- Delight: Cultivating such a positive experience with a focus on strong relationships with your customer that they eventually become promoters, which will help the wheel spin right back to the attract phase.
As you can see, the flywheel is built to keep rotating on its own, gaining momentum and strength the longer it works effectively. Here we’ll break it down a bit more and dig into what each of these phases in the cycle mean.
The Attract Phase
The best elements of a solid attract phase are most likely already part of your marketing plan. This step in the flywheel is all about bringing people in — the top-of-the-funnel prospects.
Just remember, when you’re mapping out your inbound marketing strategy, be sure not to forget your key goal: satisfying the customer. Are your actions all done with the prospect’s best interest in mind? Are you driving the right type of traffic to your site?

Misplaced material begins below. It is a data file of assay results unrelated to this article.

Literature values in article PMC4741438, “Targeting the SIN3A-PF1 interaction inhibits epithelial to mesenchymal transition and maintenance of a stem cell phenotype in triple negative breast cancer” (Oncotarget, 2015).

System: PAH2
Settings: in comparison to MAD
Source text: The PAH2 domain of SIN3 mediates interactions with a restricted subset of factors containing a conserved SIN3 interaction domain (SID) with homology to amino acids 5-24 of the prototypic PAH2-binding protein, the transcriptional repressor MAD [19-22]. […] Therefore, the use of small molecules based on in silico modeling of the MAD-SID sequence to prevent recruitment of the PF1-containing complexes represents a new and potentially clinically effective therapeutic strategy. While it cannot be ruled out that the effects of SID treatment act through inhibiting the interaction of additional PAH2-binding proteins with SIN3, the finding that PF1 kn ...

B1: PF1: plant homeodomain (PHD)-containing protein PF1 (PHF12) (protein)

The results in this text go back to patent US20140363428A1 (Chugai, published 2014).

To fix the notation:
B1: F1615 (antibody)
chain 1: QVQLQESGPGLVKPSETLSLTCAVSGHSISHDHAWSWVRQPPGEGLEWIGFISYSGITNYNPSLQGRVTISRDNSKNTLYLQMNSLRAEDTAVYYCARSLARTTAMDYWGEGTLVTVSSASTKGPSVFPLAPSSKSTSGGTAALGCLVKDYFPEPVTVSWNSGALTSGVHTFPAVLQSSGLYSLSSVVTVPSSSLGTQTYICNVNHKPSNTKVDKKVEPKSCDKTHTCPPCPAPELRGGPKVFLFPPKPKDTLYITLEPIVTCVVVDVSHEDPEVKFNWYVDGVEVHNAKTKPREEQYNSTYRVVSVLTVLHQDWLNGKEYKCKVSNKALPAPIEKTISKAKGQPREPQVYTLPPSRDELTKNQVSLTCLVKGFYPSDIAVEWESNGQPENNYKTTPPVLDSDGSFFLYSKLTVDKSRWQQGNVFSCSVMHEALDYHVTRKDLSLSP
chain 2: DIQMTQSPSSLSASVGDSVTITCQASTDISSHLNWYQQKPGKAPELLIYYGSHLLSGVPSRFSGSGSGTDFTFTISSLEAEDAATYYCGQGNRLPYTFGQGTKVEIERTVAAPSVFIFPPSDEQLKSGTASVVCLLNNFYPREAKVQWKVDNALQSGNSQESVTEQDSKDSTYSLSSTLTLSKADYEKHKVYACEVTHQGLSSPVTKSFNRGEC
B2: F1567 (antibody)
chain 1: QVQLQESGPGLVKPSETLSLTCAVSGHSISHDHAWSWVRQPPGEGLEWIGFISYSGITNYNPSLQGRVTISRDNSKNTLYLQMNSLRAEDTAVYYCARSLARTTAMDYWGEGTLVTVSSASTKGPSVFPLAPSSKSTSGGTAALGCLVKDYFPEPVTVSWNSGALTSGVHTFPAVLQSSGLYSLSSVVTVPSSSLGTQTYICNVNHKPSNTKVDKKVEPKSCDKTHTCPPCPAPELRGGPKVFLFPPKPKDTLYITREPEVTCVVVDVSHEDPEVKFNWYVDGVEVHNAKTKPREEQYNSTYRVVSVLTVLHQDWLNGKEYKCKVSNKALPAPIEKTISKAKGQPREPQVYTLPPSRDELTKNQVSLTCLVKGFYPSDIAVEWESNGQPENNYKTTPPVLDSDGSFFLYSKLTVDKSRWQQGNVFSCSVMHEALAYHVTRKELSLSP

Attract phase tactics include:
- Blog posts and content marketing
- Keyword strategy and on/off-page SEO
- Social media presence, both organic and paid
During the attract phase, you’re encouraging the customer to begin the buyer’s journey on their own. By providing all this helpful (and free) content, potential clients can determine whether they’re interested in working with your company. If your inbound techniques are focused with those specific audiences in mind, you’ll be convincing them to act upon your CTAs and reach out for more information.
The Engage Phase
After a customer is brought into this process, the next step is to provide them with even more information and content that will help convince them that they want to move forward with your product.